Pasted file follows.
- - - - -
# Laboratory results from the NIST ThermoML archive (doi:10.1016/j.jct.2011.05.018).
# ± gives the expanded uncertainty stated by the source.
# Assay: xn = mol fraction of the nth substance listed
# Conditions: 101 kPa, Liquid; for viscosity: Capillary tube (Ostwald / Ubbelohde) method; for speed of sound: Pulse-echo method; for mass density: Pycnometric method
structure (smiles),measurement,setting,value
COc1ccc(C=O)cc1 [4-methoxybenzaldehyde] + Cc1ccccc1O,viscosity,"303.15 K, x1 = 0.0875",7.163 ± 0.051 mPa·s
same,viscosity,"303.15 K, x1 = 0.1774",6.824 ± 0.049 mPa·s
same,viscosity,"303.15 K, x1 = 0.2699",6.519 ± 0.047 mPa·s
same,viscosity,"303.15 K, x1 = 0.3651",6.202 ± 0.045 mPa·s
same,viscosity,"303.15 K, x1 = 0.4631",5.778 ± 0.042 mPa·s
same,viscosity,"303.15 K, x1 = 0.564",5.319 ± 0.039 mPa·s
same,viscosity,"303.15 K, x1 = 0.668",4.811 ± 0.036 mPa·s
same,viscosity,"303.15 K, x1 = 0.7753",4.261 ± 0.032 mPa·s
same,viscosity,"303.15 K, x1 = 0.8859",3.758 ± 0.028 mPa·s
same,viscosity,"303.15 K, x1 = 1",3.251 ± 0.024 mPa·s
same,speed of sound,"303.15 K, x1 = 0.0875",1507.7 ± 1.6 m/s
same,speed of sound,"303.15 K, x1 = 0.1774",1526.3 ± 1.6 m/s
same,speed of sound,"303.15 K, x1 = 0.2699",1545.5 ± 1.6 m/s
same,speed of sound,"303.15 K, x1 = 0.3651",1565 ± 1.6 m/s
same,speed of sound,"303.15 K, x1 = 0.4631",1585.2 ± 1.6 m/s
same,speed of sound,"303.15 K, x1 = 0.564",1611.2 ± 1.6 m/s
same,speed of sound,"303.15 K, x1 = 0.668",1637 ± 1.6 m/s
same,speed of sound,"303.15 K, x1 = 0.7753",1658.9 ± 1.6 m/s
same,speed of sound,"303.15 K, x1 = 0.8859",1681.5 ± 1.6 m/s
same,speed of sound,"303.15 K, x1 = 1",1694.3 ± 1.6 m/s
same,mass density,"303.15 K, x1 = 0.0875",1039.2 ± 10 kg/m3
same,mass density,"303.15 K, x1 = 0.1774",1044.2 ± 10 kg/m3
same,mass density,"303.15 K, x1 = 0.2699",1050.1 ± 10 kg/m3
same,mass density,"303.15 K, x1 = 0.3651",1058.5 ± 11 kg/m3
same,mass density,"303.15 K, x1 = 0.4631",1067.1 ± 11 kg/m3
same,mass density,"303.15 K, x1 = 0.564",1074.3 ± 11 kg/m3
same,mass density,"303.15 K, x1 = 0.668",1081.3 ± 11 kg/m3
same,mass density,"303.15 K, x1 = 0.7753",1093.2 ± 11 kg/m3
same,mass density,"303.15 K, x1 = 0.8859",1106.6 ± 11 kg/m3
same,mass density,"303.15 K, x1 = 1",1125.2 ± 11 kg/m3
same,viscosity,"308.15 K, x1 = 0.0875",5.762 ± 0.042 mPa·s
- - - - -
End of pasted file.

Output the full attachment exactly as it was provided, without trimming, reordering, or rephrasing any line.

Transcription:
# Laboratory results from the NIST ThermoML archive (doi:10.1016/j.jct.2011.05.018).
# ± gives the expanded uncertainty stated by the source.
# Assay: xn = mol fraction of the nth substance listed
# Conditions: 101 kPa, Liquid; for viscosity: Capillary tube (Ostwald / Ubbelohde) method; for speed of sound: Pulse-echo method; for mass density: Pycnometric method
structure (smiles),measurement,setting,value
COc1ccc(C=O)cc1 [4-methoxybenzaldehyde] + Cc1ccccc1O,viscosity,"303.15 K, x1 = 0.0875",7.163 ± 0.051 mPa·s
same,viscosity,"303.15 K, x1 = 0.1774",6.824 ± 0.049 mPa·s
same,viscosity,"303.15 K, x1 = 0.2699",6.519 ± 0.047 mPa·s
same,viscosity,"303.15 K, x1 = 0.3651",6.202 ± 0.045 mPa·s
same,viscosity,"303.15 K, x1 = 0.4631",5.778 ± 0.042 mPa·s
same,viscosity,"303.15 K, x1 = 0.564",5.319 ± 0.039 mPa·s
same,viscosity,"303.15 K, x1 = 0.668",4.811 ± 0.036 mPa·s
same,viscosity,"303.15 K, x1 = 0.7753",4.261 ± 0.032 mPa·s
same,viscosity,"303.15 K, x1 = 0.8859",3.758 ± 0.028 mPa·s
same,viscosity,"303.15 K, x1 = 1",3.251 ± 0.024 mPa·s
same,speed of sound,"303.15 K, x1 = 0.0875",1507.7 ± 1.6 m/s
same,speed of sound,"303.15 K, x1 = 0.1774",1526.3 ± 1.6 m/s
same,speed of sound,"303.15 K, x1 = 0.2699",1545.5 ± 1.6 m/s
same,speed of sound,"303.15 K, x1 = 0.3651",1565 ± 1.6 m/s
same,speed of sound,"303.15 K, x1 = 0.4631",1585.2 ± 1.6 m/s
same,speed of sound,"303.15 K, x1 = 0.564",1611.2 ± 1.6 m/s
same,speed of sound,"303.15 K, x1 = 0.668",1637 ± 1.6 m/s
same,speed of sound,"303.15 K, x1 = 0.7753",1658.9 ± 1.6 m/s
same,speed of sound,"303.15 K, x1 = 0.8859",1681.5 ± 1.6 m/s
same,speed of sound,"303.15 K, x1 = 1",1694.3 ± 1.6 m/s
same,mass density,"303.15 K, x1 = 0.0875",1039.2 ± 10 kg/m3
same,mass density,"303.15 K, x1 = 0.1774",1044.2 ± 10 kg/m3
same,mass density,"303.15 K, x1 = 0.2699",1050.1 ± 10 kg/m3
same,mass density,"303.15 K, x1 = 0.3651",1058.5 ± 11 kg/m3
same,mass density,"303.15 K, x1 = 0.4631",1067.1 ± 11 kg/m3
same,mass density,"303.15 K, x1 = 0.564",1074.3 ± 11 kg/m3
same,mass density,"303.15 K, x1 = 0.668",1081.3 ± 11 kg/m3
same,mass density,"303.15 K, x1 = 0.7753",1093.2 ± 11 kg/m3
same,mass density,"303.15 K, x1 = 0.8859",1106.6 ± 11 kg/m3
same,mass density,"303.15 K, x1 = 1",1125.2 ± 11 kg/m3
same,viscosity,"308.15 K, x1 = 0.0875",5.762 ± 0.042 mPa·s